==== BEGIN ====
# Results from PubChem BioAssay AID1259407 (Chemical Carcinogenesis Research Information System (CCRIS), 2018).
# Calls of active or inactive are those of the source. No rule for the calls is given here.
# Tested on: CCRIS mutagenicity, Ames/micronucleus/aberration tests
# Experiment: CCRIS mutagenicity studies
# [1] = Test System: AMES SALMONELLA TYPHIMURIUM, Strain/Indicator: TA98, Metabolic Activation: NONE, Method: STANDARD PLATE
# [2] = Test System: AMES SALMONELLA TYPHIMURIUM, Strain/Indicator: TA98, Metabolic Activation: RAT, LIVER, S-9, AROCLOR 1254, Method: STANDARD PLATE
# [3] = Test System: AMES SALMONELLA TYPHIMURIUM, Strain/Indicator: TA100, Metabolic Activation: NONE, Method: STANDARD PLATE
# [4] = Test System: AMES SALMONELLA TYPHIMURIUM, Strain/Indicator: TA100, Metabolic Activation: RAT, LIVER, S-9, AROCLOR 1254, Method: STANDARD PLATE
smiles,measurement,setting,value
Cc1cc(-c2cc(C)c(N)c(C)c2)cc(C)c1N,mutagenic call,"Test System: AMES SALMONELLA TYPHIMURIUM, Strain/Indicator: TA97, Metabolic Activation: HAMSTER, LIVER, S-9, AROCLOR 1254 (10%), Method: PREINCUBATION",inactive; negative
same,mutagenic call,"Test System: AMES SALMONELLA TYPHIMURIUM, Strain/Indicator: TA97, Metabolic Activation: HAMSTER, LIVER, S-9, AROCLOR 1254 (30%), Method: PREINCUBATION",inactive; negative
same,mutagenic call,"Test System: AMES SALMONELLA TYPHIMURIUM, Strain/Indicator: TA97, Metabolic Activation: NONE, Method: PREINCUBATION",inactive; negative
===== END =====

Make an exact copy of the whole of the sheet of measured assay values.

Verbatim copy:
# Results from PubChem BioAssay AID1259407 (Chemical Carcinogenesis Research Information System (CCRIS), 2018).
# Calls of active or inactive are those of the source. No rule for the calls is given here.
# Tested on: CCRIS mutagenicity, Ames/micronucleus/aberration tests
# Experiment: CCRIS mutagenicity studies
# [1] = Test System: AMES SALMONELLA TYPHIMURIUM, Strain/Indicator: TA98, Metabolic Activation: NONE, Method: STANDARD PLATE
# [2] = Test System: AMES SALMONELLA TYPHIMURIUM, Strain/Indicator: TA98, Metabolic Activation: RAT, LIVER, S-9, AROCLOR 1254, Method: STANDARD PLATE
# [3] = Test System: AMES SALMONELLA TYPHIMURIUM, Strain/Indicator: TA100, Metabolic Activation: NONE, Method: STANDARD PLATE
# [4] = Test System: AMES SALMONELLA TYPHIMURIUM, Strain/Indicator: TA100, Metabolic Activation: RAT, LIVER, S-9, AROCLOR 1254, Method: STANDARD PLATE
smiles,measurement,setting,value
Cc1cc(-c2cc(C)c(N)c(C)c2)cc(C)c1N,mutagenic call,"Test System: AMES SALMONELLA TYPHIMURIUM, Strain/Indicator: TA97, Metabolic Activation: HAMSTER, LIVER, S-9, AROCLOR 1254 (10%), Method: PREINCUBATION",inactive; negative
same,mutagenic call,"Test System: AMES SALMONELLA TYPHIMURIUM, Strain/Indicator: TA97, Metabolic Activation: HAMSTER, LIVER, S-9, AROCLOR 1254 (30%), Method: PREINCUBATION",inactive; negative
same,mutagenic call,"Test System: AMES SALMONELLA TYPHIMURIUM, Strain/Indicator: TA97, Metabolic Activation: NONE, Method: PREINCUBATION",inactive; negative